The past two weeks in ECI 296, we had an assignment to help us learn about Wikipedia and in a broad sense about common mutual knowledge. This reflection is related to how that style of learning can impact the classroom.
|Phtot credit iampxr.deviantart.com|
I edited my high school's page on Wikipedia. I went to Lake Norman High School and I added to the page a section on the arts at the school. The link for Lake Norman High School's Wikipedia page.
|Photo credit wikipedia.org|
My user name on Wikipedia is Lmstoltz. I added a short bio about myself on Wikipedia about that I am an alumni to Lake Norman High School and I am a current undergraduate at NC State and in the Elementary Education program.
Over all the experience with Wikipedia was surprisingly easy. The only issue I ran into was involving the technical things like how to do a header or bullet points, that is only the code stuff. Other than that it was pretty strait forward. I added what I wanted to the page with the special codes, previewed it, asked to be updated if changes where made, and published it. The main reaction I had to this experience is that anyone can look up Lake Norman High School and see what I added, which I think is super exciting. Wikipedia is a site that I have practically grow up with as a reference and was always warned away from the information on it, even though I used it for quick references. I was excited that lots of people can see what I added but it also shows how anyone can add anything to a Wikipedia site.
I used my power of adding to my high school's site with responsibility and added very positive things but I am sure there are people that would potentially add something horribly, or an angry review to a Wiki site. Now I realize that other people could fix the negative additions to a site, but the reverse could happen too. Being the general public's knowledge, a bias could be built into a particular generation which is a flaw in my eyes about Wikipedia as a whole.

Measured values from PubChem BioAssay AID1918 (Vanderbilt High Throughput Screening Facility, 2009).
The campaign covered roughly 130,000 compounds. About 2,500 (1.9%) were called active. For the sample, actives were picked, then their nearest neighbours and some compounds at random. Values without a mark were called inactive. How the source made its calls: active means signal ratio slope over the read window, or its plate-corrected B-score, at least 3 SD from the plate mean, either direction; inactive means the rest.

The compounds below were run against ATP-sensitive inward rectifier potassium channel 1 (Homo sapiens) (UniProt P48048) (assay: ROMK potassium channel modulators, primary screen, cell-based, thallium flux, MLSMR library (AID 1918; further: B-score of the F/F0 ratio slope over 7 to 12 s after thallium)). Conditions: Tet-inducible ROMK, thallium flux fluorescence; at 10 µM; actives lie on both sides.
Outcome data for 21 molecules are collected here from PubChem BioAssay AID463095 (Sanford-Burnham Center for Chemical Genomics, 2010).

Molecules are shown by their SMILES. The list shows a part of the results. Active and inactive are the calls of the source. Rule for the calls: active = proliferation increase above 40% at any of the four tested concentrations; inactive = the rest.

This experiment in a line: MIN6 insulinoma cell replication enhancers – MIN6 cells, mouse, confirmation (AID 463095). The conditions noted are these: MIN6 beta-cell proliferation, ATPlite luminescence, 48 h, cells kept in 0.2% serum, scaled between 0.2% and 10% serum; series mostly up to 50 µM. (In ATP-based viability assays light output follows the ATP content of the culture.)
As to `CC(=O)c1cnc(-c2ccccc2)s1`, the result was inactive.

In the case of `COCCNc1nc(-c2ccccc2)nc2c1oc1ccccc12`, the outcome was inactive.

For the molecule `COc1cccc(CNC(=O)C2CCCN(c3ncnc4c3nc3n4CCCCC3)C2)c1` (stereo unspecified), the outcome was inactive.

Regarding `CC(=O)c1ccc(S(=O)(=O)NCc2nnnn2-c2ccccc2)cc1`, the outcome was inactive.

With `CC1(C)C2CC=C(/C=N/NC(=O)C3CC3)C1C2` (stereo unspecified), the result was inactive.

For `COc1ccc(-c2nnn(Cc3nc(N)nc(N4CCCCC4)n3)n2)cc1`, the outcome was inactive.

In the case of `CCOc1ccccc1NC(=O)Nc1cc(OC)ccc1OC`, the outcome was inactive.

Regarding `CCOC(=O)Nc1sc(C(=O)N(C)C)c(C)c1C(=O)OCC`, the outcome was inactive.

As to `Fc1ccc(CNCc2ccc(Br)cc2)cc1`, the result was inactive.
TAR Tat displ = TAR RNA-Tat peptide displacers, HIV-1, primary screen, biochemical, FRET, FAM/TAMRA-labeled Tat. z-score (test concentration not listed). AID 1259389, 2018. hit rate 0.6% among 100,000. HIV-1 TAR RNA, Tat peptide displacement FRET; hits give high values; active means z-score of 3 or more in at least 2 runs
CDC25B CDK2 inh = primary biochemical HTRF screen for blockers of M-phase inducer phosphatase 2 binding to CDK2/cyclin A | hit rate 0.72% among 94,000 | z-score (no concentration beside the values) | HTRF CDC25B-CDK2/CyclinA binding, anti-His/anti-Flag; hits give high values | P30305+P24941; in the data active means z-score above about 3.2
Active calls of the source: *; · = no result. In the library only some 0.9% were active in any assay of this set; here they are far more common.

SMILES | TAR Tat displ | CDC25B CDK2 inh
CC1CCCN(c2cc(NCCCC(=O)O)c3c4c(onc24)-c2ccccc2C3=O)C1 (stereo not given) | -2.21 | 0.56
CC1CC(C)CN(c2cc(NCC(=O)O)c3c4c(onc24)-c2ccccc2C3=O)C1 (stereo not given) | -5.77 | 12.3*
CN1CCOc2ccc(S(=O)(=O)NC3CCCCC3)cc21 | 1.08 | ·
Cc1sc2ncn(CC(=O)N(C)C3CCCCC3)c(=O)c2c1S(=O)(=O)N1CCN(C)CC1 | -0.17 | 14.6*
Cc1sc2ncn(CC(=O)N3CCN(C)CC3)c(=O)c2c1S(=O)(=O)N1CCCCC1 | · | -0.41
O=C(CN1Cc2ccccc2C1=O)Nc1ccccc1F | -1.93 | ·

Once I added my contributions to Lake Norman High School's page, nothing happened to it. No editing nor any talking on the talk page. I am assuming that no one from the school checks the Wikipedia page consistently to see if the added material is true and accurate. So there was not an opportunity for me to respond or say anything to the talk page.
It may seem silly but I will absolutely keep checking on my Wikipedia addition even past this class. I think it is so cool that I added some information about my high school for anyone to see. I have pride about what I added, the school is strong in not only sports but in the arts as well and I was able to fill the gap on the Wiki page.
As for editing Wikipedia pages in the future, I am not sure yet. Unless I feel strongly that something need to be added or changed in an area that I am confident that I have knowledge about the topic, am well educated on the different positions and can make a non biased addition, I will. With that said, if I feel that someone else will have better input, I will leave it to the professional to add it. Just for the sake of them being correct and noteworthy.
Using Wikipedia in my future classrooms, I predict under certain circumstances only. If the students are able to see what they learned and follow a relevant link away from Wikipedia and the student cite the original source of information and not Wikipedia, I think that is good use. That use of Wikipedia gets to the original source and hopefully any biases will be ironed out, shows digital aptness in using available resources and can lead to many new sources of information provided on the Wikipedia site.
Also in class, we discussed using Wikipedia as a learning tool as we did in ECI 296. Doing a similar activity will show my students everything that I have learned and show caution to blindly accepting truth and being about to check the reference and look at the talk and history page to see if it was a topic of debate. By doing an activity similar to what I did in class would help explain WHY. That question is often better accepted when the lesson is learned first hand by the students. By showing students how easy it is to add information to a Wikipedia site it and how some sites are heavily monitored and additions can be deleted, the students can learn the pros and cons to community knowledge.
Overall I really enjoyed this assignment. I learned a lot about a site that I never understood but will grow as a digital citizen for now knowing it.